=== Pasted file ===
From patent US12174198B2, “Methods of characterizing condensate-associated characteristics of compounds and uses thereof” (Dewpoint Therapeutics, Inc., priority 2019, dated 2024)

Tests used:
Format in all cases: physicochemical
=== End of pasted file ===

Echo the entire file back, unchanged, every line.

From patent US12174198B2, “Methods of characterizing condensate-associated characteristics of compounds and uses thereof” (Dewpoint Therapeutics, Inc., priority 2019, dated 2024)

Tests used:
Format in all cases: physicochemical